London has won a share of £40 million from the UK government to develop street lights that double as electric car charging points.
It’s not clear what exactly these street lights will look like, or when they will roll out, but a technology like this was first unveiled in the UK by BMW last year, which is a financial backer of the government scheme.
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BMW is competing to work on a pilot for a similar project in nearby Oxford, which was also announced today, but no process has yet been launched for the scheme in London.
The capital’s roll out is slated to start in East London, but spokespeople could not confirm any more details to TNW.
The £13 million ‘Neighborhoods of the Future’ scheme in London will also offer drivers of electric cars free parking and traffic priority, using things like bus lanes, in a bid to encourage more people to buy greener vehicles.
In addition, the Greater London Authority confirmed that there will be 3,000 more hybrid buses and 300 zero-emission single-deck buses by 2020, as well as £600,000 set aside to transform London’s fire brigade with electric vehicles.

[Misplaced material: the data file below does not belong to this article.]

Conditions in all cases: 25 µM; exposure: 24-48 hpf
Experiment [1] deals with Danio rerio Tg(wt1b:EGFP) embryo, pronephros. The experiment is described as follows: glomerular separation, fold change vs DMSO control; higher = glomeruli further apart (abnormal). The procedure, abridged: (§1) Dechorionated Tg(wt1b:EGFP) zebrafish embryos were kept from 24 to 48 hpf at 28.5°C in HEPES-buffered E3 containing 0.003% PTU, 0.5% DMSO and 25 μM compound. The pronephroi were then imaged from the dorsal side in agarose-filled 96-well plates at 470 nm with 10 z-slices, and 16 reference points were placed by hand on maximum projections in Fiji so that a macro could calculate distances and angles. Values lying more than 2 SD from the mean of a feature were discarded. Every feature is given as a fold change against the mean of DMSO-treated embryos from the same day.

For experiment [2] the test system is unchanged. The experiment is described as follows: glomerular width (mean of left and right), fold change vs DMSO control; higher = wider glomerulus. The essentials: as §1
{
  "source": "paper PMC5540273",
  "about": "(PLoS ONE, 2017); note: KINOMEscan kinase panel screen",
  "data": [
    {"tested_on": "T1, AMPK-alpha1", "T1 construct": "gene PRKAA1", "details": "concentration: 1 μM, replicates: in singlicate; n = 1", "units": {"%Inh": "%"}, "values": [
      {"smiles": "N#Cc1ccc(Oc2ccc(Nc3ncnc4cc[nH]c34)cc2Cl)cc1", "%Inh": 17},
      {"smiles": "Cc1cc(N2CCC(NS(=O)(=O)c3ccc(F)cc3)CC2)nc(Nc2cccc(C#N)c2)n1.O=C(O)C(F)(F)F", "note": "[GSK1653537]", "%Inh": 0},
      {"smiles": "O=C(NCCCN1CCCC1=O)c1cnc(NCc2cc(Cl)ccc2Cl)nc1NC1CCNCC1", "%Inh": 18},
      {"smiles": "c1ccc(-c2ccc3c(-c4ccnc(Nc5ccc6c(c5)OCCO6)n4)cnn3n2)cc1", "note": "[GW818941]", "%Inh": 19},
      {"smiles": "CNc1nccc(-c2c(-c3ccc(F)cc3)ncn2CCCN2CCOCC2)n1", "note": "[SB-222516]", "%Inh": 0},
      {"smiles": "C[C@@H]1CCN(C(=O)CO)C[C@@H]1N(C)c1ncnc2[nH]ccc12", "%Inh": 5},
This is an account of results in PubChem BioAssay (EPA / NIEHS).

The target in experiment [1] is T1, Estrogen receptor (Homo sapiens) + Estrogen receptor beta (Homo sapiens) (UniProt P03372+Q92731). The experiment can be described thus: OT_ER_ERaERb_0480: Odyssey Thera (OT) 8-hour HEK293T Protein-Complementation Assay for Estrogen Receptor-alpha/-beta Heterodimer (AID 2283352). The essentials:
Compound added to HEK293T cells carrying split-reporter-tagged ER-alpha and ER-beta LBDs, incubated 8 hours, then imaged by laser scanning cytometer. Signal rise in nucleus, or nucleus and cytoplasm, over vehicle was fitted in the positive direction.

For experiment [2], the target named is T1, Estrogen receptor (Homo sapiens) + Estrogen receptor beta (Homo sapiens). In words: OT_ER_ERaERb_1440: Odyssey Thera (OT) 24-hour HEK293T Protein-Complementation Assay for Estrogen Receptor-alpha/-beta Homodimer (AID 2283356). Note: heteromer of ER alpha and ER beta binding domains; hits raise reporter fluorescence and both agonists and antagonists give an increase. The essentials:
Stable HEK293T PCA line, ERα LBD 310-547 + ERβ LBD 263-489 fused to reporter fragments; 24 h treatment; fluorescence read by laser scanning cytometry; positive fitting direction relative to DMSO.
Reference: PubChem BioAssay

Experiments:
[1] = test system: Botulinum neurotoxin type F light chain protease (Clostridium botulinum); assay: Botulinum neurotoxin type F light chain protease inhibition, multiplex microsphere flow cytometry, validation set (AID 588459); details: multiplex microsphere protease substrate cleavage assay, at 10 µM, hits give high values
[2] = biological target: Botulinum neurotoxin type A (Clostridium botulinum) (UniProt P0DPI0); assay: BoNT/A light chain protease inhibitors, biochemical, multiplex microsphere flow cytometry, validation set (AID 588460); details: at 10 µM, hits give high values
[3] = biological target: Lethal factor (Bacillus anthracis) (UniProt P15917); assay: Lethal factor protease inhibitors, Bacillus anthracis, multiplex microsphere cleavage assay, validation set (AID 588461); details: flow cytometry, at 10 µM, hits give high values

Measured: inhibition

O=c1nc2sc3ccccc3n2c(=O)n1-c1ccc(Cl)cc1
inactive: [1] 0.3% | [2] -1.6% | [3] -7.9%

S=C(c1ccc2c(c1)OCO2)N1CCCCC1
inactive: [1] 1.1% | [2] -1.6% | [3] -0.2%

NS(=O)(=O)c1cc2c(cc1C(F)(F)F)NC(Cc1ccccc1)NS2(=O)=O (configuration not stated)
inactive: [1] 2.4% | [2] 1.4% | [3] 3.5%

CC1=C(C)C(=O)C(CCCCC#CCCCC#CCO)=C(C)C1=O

In total, four UK cities were chosen to receive multi-million pound grants for going green, with the city of Bristol launching a four-week, try-before-you-buy initiative for people who are interested in owning an electric car.
A further £5 million for R&D was awarded to other projects across the country, including solar-canopied park and ride hubs in York designed to help reduce air pollution.
The Go Ultra Low Cities fund is part of a £600 million pot that also includes grants for electric vehicles, investment in low-emission public transport and more R&D spending on things like long-lasting batteries.
With tech leaders like Tesla already working in the electric car business, as well as Google and Apple eyeing this prize, it’s looking increasingly inevitable that we’ll all be ditching our gas guzzlers in the not-too-distant future.
The cash awarded today, however, pales in comparison to the $4 billion Barack Obama has set aside for the autonomous car industry in the US over the next 10 years.
Will everyone in the UK be charging up their cars themselves within the next decade, while US consumers already have an AI to do it for them?